The Democratic Party takes blacks for granted, according to former Democratic Party presidential candidate Rev. Al Sharpton.
Never mind that each one of the 2004 Democratic presidential candidates pledged to support race-based preferences. Or that the Democratic Party agrees with the NAACP's opposition to vouchers, arguing that they threaten a child's ability to get a good education. Or that the Democratic Party, like the Congressional Black Caucus, the NAACP and the Urban League, all support some form of Hillary-Care.
Take blacks for granted? Democratic candidates, almost on cue, troop down to black churches around election time, precisely so that no one argues that the candidate takes blacks for granted. On taxes, spending, race-based preferences, skepticism about the War in Iraq and opposition to private Social Security savings accounts, the Democratic Party takes the position held by most blacks, and most blacks take the position held by the Democratic Party. What's left? Reparations for slavery?
Given Sharpton's newfound disgust for the Democratic Party, does this mean he suggests that blacks reconsider their monolithic Democratic votes, and open their minds and hearts to the Republican Party?
The Republicans, after all, long advocated vouchers, at least on a limited basis, for failing inner-city schools. A 1999 Harvard University study on the Cleveland, Ohio, voucher program found voucher parents more satisfied with their kids' education than public school parents. In Milwaukee, Wisconsin -- home of the nation's oldest and largest urban voucher program -- students involved must come from low-income families, with many minority students coming from broken homes. In Milwaukee, 64 percent of students using a voucher to enter ninth grade in 1999 graduated in 2003, compared to 36 percent of Milwaukee public school students. The six Milwaukee public high schools that have academic admission requirements -- as do many private schools -- only had a 41 percent graduation rate. In an NPR interview in January 2003, Sharpton said, "I believe in public education, do not believe in going into privatization, whether that be through vouchers or other schemes." Will he reconsider?
Studies show that lowering college admission standards increases the chances that an "affirmative action" admittee drops out. In 2001, the Detroit News compared graduation rates at seven Michigan colleges and universities, and found that, within six years, blacks graduate at a rate of 40 percent compared to 61 percent for whites and 74 percent for Asians. Despite programs "aimed at helping black students meet financial, social and academic challenges," the News found that "[u]niversities knowingly admit students who have a high chance of failing. . . . The 10 years worth of data analyzed by The News shows that the more selective a university is in choosing its students, the more likely its students are to graduate." Can we expect Sharpton to reconsider his position on preferences?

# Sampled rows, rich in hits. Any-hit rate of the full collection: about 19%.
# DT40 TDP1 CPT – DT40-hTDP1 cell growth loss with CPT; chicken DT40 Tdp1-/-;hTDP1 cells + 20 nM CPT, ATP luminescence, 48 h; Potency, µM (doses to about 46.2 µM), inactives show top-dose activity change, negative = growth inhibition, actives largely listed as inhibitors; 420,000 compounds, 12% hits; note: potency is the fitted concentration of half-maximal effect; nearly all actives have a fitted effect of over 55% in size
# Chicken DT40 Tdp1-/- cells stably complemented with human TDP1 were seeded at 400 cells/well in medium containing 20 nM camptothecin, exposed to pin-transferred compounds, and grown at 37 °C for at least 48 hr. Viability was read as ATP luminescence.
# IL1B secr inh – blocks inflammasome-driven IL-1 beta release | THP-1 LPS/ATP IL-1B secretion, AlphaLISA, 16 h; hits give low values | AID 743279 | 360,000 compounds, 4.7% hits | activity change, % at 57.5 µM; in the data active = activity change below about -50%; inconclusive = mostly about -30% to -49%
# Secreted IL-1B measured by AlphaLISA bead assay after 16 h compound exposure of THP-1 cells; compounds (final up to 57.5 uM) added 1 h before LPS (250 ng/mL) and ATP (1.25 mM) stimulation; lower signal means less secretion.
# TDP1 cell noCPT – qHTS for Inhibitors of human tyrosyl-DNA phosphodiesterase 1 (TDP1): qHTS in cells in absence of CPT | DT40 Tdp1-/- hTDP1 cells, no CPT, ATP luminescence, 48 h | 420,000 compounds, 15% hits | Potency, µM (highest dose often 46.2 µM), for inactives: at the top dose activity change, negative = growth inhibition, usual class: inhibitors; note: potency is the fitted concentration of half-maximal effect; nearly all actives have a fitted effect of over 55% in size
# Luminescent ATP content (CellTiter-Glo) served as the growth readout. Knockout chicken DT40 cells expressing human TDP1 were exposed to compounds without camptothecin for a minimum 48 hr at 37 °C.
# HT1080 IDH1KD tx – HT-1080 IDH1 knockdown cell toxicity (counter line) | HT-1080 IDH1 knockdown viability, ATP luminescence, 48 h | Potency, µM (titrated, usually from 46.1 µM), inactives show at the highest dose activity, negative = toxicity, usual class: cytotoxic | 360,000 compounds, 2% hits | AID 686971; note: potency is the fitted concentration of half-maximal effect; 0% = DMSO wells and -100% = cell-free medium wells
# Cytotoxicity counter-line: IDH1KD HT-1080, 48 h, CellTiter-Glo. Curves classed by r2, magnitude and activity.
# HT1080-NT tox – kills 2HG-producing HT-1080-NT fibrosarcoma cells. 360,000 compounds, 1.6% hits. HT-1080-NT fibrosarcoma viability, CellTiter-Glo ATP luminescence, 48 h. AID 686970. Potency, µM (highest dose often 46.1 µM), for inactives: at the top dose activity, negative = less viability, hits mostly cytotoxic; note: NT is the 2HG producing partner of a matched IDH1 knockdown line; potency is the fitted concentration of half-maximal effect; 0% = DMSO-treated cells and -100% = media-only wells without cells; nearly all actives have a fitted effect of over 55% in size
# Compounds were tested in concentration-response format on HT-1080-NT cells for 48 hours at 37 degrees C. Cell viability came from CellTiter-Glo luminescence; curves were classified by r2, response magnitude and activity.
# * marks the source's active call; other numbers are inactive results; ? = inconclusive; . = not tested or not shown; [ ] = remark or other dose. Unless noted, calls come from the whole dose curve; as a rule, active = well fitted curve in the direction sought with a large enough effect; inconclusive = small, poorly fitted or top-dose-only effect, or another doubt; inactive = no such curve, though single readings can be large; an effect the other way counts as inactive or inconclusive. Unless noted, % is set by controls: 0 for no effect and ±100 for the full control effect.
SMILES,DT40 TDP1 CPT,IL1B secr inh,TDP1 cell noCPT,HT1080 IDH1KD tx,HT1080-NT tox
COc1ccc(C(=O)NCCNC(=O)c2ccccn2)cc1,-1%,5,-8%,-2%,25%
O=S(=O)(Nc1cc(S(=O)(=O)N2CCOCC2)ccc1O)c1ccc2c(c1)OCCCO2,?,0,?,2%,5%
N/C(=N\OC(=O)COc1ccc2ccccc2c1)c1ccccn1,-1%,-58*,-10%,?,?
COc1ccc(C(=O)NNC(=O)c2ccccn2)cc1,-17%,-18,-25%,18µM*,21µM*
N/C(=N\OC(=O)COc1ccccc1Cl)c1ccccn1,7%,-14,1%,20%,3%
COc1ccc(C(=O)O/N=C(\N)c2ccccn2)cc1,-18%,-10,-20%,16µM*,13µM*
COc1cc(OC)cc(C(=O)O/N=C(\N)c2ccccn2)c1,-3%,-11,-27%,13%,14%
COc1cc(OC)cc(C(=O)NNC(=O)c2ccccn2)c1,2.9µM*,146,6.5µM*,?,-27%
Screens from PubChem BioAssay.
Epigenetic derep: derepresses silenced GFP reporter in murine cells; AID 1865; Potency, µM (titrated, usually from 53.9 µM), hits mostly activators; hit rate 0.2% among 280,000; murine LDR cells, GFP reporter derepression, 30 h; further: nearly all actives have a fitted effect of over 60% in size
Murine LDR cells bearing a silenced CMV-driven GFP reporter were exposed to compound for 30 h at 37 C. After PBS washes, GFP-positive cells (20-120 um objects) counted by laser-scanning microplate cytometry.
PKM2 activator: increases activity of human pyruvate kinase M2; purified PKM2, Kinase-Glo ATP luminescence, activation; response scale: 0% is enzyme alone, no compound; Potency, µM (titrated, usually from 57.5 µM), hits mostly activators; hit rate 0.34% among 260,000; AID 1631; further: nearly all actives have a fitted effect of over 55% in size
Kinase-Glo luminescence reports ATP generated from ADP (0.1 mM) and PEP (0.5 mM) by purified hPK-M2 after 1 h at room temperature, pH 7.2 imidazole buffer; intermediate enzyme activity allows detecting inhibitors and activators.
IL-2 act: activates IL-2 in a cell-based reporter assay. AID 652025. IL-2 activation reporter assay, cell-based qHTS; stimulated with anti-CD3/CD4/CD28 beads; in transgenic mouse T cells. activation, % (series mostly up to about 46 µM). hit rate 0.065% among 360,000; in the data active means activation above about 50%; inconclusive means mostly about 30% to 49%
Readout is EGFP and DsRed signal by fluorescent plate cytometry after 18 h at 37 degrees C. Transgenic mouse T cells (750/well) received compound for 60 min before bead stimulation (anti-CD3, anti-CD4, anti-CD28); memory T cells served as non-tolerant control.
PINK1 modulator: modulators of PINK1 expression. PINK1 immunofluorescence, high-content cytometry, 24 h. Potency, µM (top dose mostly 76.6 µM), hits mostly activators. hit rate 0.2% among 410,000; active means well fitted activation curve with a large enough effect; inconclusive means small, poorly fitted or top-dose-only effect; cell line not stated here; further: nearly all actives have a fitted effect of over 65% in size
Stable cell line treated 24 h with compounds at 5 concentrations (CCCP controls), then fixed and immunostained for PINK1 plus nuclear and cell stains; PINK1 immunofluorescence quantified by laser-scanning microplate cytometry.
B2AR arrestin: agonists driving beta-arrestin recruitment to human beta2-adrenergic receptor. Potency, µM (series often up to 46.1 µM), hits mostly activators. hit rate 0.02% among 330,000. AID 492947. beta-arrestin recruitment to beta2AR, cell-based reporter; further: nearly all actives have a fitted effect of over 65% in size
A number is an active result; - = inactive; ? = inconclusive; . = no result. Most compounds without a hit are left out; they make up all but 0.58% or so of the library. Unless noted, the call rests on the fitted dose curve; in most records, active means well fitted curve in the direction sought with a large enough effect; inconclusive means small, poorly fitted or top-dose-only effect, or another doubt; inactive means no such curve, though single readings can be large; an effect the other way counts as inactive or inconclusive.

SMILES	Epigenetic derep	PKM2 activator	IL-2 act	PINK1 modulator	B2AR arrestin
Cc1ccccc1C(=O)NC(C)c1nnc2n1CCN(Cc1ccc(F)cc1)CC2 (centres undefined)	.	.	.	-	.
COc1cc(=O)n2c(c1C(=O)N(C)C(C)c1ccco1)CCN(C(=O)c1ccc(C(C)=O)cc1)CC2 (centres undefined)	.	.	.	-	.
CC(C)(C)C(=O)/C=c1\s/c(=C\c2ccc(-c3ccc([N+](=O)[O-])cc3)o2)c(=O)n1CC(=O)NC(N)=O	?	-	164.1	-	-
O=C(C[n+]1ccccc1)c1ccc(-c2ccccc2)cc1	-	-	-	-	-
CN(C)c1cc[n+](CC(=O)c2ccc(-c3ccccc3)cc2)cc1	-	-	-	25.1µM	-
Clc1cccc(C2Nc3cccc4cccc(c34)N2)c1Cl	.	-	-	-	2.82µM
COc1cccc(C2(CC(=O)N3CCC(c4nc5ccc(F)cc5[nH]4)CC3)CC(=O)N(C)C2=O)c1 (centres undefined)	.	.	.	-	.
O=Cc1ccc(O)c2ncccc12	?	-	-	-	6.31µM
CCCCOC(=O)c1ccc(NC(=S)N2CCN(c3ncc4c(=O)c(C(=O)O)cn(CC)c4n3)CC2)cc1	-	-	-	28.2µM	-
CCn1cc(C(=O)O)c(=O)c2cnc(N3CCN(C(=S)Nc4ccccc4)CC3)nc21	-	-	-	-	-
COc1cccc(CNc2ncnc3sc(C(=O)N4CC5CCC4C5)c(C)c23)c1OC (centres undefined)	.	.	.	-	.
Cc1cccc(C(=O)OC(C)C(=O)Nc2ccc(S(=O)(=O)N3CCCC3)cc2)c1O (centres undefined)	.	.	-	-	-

About taxes, President John F. Kennedy said, "[I]t is a paradoxical truth that tax rates are too high today and tax revenues are too low -- and the soundest way to raise revenues in the long run is to cut rates now." About President Bush's tax cuts, even The Washington Post, in an editorial, called the cuts "fortuitously well timed." Sharpton once criticized Bush's tax cuts for "the wealthy," and said, "George Bush giving tax breaks is like Jim Jones giving Kool-Aid. It tastes good, but it'll kill you." With inflation low, interest rates modest, a declining deficit and 5 percent unemployment, will Sharpton reconsider?
Blacks living in the inner city disproportionately suffer from crime. Studies show that in the 34 "shall issue" states where citizens may obtain permits for concealed weapons, crime declined in 31 of them -- with the remaining three so recently becoming "shall issue" states that no definitive studies are available yet. Residents of Washington, D.C., a city that's 60 percent black, live under some of the nation's most restrictive anti-gun laws. Any civilian D.C. resident who owns a handgun -- unless registered before 1976 -- commits a crime. The laws require that owners keep their guns unloaded and disassembled or trigger-locked in the home. Yet Washington, D.C., per capita, suffers from an extremely high murder rate. Bad guys don't walk into gun stores, politely fill out registration forms, and then use those very same guns in crime. Gun control hurts the most vulnerable of Americans -- those living in urban areas. In a 2003 presidential debate, Rev. Al said, "I think that we must do whatever we can to regulate how guns are used." Will he reconsider?
Recall Sharpton began his career by falsely accusing a former assistant district attorney of rape. Sharpton's M.O. is simple: blame the White Man; blame the System; continue a status quo defense of government schools; bash the police; demand handouts, programs, set-asides, loans and grants for "the disadvantaged."
The Democratic Party says to blacks, "You're a victim. We're here to help." Does Sharpton have the guts to turn to his party's leadership and say, "Stop treating us like victims"? When and if that happens, some will wonder whether Al's been drinking Jim Jones' Kool-Aid.